By Jaime Lerner
The city of today is too often a campground, an unchecked metastasis. It is either an ever-spreading Atlanta or Los Angeles - an endless suburb unable to contain and sustain itself - or a frightening Gotham of skyscrapers huddled over dark concrete valleys. It is a place without priority, logic, or true consideration of its residents needs.
By contrast, consider a turtle's shell: a house upon the back of its self-sufficient occupant. Have you ever noticed that the meticulously organized outer surface resembles an aerial view of a city? The shell's pattern evokes the cells that constitute urban tissue - blocks, streets, and functional centers. A turtle-shell city is a place to live, to work, to relax and play. In all, it is a circumscribed, homey shelter.
This schematic drawing of a turtle can help you imagine some of the important features of the ideal urban environment, built upon principles of mobility, sustainability, and cultural identity. In the denser area of the turtle-shell city, identified by the taller edifices, you can find apartments, office buildings, mixed-use structures (with residential, commercial, and service functions), as well as street-level attractions - a bakery for morning bread, a fancy bistro for business lunches, a newsstand with reading material for bus rides, a town square, a church, an art gallery. Supporting the high-density area is an ecologically sustainable mass transportation system that, whether it operates on the surface or underground, is fast, safe, comfortable, and accessible to all. It's also part of a public transit network that extends throughout the community.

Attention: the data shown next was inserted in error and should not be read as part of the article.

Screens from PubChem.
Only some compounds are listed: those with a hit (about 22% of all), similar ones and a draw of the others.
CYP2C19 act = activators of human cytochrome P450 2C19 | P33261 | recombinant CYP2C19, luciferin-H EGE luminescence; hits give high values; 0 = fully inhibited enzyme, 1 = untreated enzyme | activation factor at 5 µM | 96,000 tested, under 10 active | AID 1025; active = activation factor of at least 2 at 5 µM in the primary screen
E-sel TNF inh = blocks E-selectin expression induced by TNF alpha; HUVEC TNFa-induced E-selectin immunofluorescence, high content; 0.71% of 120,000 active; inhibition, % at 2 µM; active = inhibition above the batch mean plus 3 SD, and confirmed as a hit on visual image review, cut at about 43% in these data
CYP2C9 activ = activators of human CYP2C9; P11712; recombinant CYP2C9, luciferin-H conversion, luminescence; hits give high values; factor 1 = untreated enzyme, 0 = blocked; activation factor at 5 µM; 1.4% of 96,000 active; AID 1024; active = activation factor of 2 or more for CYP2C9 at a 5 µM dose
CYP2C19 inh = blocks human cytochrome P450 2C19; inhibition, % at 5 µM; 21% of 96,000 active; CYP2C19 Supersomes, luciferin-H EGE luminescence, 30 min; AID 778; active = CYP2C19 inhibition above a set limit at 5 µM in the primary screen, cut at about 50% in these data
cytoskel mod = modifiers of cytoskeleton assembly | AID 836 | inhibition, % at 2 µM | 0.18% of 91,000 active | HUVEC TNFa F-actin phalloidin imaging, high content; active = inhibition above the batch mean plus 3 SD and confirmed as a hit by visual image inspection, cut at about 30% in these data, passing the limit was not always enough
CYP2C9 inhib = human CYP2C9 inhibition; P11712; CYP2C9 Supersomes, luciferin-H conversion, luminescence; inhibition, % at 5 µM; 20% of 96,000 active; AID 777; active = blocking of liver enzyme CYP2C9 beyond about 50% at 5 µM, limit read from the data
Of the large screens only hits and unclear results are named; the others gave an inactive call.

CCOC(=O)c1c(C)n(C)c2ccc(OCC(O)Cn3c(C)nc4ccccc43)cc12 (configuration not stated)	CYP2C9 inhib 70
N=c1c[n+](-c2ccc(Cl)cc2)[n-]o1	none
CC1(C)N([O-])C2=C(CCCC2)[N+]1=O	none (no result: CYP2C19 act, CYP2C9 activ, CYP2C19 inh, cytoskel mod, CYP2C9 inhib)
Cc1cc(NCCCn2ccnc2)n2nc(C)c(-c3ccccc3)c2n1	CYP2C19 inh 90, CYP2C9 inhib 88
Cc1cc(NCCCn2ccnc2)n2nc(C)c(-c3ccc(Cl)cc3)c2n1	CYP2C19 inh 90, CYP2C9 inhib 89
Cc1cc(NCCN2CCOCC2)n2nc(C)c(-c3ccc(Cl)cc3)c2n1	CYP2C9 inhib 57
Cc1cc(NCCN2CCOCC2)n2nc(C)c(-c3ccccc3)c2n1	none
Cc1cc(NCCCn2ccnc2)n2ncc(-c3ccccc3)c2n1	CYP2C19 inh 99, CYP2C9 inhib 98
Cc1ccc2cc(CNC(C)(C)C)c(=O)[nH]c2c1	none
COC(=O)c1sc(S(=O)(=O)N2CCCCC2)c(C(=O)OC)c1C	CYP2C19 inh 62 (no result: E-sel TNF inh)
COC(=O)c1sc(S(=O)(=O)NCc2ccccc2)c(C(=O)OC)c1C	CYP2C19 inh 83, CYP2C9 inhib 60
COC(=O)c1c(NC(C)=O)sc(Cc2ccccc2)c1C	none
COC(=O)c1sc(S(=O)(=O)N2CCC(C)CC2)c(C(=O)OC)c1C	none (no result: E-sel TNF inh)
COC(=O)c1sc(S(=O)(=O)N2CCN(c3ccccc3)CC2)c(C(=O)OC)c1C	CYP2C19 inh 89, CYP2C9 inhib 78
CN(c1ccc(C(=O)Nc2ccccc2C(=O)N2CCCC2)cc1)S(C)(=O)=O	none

The turtle-shell city's housing accommodates the needs and preferences of a broad spectrum of people. It has high- and low-rise buildings along with stand-alone homes. There are no ghettos, because neighborhoods comprise a mixture of income and age groups performing a variety of functions. The more you mix, the more livable the city becomes.
Near the residences are schools, hospitals, and workplaces. All areas are permeated by parks and gardens—keys to a healthier urban environment. Such green spaces are even part of the city’s drainage system, protecting the waterways and creating natural flood basins. Just as no part of the turtle's shell can be changed or removed without harming the whole creature, none of these elements of the city can be altered without affecting its overall sustainability.
The city of the future will not be an accident of mindless growth. Instead, it will be a home as exquisitely and holistically designed as the turtle’s. It is where businesses will need to operate and what they must first help to create.
Jaime Lerner, architect and urban planner, is the founder of the Instituto Jaime Lerner in Curitiba, Brazil. He has formerly served as president of the International Union of Architects, governor of the Brazilian state of Paraná, and mayor of Curitiba.
This article was orginally written by Jaime Lerner.